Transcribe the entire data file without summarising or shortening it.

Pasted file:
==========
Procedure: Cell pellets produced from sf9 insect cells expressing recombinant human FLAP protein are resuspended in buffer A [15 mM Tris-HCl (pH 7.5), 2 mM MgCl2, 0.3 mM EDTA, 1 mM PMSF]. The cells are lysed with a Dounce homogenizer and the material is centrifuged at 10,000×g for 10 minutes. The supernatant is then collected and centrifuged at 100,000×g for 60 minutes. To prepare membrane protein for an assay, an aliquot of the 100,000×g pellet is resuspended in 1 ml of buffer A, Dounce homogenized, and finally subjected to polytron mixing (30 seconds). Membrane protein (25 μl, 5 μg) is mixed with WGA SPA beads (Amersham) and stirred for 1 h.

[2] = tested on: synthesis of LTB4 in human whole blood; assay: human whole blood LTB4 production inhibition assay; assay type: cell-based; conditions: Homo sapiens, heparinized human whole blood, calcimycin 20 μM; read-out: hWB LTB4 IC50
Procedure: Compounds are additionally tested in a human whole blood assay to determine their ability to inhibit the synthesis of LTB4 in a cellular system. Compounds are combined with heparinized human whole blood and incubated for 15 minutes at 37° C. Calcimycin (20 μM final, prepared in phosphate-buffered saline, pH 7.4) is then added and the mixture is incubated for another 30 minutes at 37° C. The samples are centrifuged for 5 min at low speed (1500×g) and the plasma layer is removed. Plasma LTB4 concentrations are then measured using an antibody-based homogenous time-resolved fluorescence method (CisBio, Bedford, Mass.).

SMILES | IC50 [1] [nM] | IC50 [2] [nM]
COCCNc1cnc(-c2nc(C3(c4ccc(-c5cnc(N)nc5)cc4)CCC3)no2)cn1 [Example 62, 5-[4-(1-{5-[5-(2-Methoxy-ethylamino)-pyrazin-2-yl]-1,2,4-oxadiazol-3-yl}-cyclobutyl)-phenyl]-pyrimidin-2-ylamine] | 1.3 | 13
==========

Procedure: Cell pellets produced from sf9 insect cells expressing recombinant human FLAP protein are resuspended in buffer A [15 mM Tris-HCl (pH 7.5), 2 mM MgCl2, 0.3 mM EDTA, 1 mM PMSF]. The cells are lysed with a Dounce homogenizer and the material is centrifuged at 10,000×g for 10 minutes. The supernatant is then collected and centrifuged at 100,000×g for 60 minutes. To prepare membrane protein for an assay, an aliquot of the 100,000×g pellet is resuspended in 1 ml of buffer A, Dounce homogenized, and finally subjected to polytron mixing (30 seconds). Membrane protein (25 μl, 5 μg) is mixed with WGA SPA beads (Amersham) and stirred for 1 h.

[2] = tested on: synthesis of LTB4 in human whole blood; assay: human whole blood LTB4 production inhibition assay; assay type: cell-based; conditions: Homo sapiens, heparinized human whole blood, calcimycin 20 μM; read-out: hWB LTB4 IC50
Procedure: Compounds are additionally tested in a human whole blood assay to determine their ability to inhibit the synthesis of LTB4 in a cellular system. Compounds are combined with heparinized human whole blood and incubated for 15 minutes at 37° C. Calcimycin (20 μM final, prepared in phosphate-buffered saline, pH 7.4) is then added and the mixture is incubated for another 30 minutes at 37° C. The samples are centrifuged for 5 min at low speed (1500×g) and the plasma layer is removed. Plasma LTB4 concentrations are then measured using an antibody-based homogenous time-resolved fluorescence method (CisBio, Bedford, Mass.).

SMILES | IC50 [1] [nM] | IC50 [2] [nM]
COCCNc1cnc(-c2nc(C3(c4ccc(-c5cnc(N)nc5)cc4)CCC3)no2)cn1 [Example 62, 5-[4-(1-{5-[5-(2-Methoxy-ethylamino)-pyrazin-2-yl]-1,2,4-oxadiazol-3-yl}-cyclobutyl)-phenyl]-pyrimidin-2-ylamine] | 1.3 | 13